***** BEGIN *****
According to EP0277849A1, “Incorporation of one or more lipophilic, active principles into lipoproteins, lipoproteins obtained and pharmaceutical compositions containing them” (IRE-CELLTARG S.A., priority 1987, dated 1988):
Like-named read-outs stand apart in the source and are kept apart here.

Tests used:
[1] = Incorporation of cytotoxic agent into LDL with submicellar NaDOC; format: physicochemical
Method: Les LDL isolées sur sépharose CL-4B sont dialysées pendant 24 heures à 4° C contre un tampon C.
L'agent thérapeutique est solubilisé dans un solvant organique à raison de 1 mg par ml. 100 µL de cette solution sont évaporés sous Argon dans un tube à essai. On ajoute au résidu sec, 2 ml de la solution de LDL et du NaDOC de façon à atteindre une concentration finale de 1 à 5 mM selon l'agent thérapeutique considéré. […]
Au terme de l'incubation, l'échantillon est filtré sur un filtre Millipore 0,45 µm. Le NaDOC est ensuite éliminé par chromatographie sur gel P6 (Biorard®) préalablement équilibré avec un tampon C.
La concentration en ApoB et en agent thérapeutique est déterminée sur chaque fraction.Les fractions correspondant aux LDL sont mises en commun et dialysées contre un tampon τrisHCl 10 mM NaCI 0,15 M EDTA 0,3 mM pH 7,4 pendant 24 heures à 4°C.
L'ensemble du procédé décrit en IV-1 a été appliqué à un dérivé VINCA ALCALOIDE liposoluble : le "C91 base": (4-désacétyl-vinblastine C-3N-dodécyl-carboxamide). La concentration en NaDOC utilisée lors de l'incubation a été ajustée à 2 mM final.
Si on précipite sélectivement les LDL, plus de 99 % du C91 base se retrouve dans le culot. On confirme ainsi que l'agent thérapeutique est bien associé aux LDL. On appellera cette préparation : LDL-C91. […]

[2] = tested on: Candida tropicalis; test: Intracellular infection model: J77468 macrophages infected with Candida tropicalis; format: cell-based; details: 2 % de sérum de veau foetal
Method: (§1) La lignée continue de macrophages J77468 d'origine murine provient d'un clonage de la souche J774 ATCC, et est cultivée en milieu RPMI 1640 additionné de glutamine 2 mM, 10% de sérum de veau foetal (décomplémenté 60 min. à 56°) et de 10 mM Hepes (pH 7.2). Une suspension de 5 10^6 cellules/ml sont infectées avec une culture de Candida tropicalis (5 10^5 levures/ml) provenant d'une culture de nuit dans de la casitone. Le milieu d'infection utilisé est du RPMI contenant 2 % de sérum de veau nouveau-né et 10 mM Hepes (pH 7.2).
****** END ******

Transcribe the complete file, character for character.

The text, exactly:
According to EP0277849A1, “Incorporation of one or more lipophilic, active principles into lipoproteins, lipoproteins obtained and pharmaceutical compositions containing them” (IRE-CELLTARG S.A., priority 1987, dated 1988):
Like-named read-outs stand apart in the source and are kept apart here.

Tests used:
[1] = Incorporation of cytotoxic agent into LDL with submicellar NaDOC; format: physicochemical
Method: Les LDL isolées sur sépharose CL-4B sont dialysées pendant 24 heures à 4° C contre un tampon C.
L'agent thérapeutique est solubilisé dans un solvant organique à raison de 1 mg par ml. 100 µL de cette solution sont évaporés sous Argon dans un tube à essai. On ajoute au résidu sec, 2 ml de la solution de LDL et du NaDOC de façon à atteindre une concentration finale de 1 à 5 mM selon l'agent thérapeutique considéré. […]
Au terme de l'incubation, l'échantillon est filtré sur un filtre Millipore 0,45 µm. Le NaDOC est ensuite éliminé par chromatographie sur gel P6 (Biorard®) préalablement équilibré avec un tampon C.
La concentration en ApoB et en agent thérapeutique est déterminée sur chaque fraction.Les fractions correspondant aux LDL sont mises en commun et dialysées contre un tampon τrisHCl 10 mM NaCI 0,15 M EDTA 0,3 mM pH 7,4 pendant 24 heures à 4°C.
L'ensemble du procédé décrit en IV-1 a été appliqué à un dérivé VINCA ALCALOIDE liposoluble : le "C91 base": (4-désacétyl-vinblastine C-3N-dodécyl-carboxamide). La concentration en NaDOC utilisée lors de l'incubation a été ajustée à 2 mM final.
Si on précipite sélectivement les LDL, plus de 99 % du C91 base se retrouve dans le culot. On confirme ainsi que l'agent thérapeutique est bien associé aux LDL. On appellera cette préparation : LDL-C91. […]

[2] = tested on: Candida tropicalis; test: Intracellular infection model: J77468 macrophages infected with Candida tropicalis; format: cell-based; details: 2 % de sérum de veau foetal
Method: (§1) La lignée continue de macrophages J77468 d'origine murine provient d'un clonage de la souche J774 ATCC, et est cultivée en milieu RPMI 1640 additionné de glutamine 2 mM, 10% de sérum de veau foetal (décomplémenté 60 min. à 56°) et de 10 mM Hepes (pH 7.2). Une suspension de 5 10^6 cellules/ml sont infectées avec une culture de Candida tropicalis (5 10^5 levures/ml) provenant d'une culture de nuit dans de la casitone. Le milieu d'infection utilisé est du RPMI contenant 2 % de sérum de veau nouveau-né et 10 mM Hepes (pH 7.2).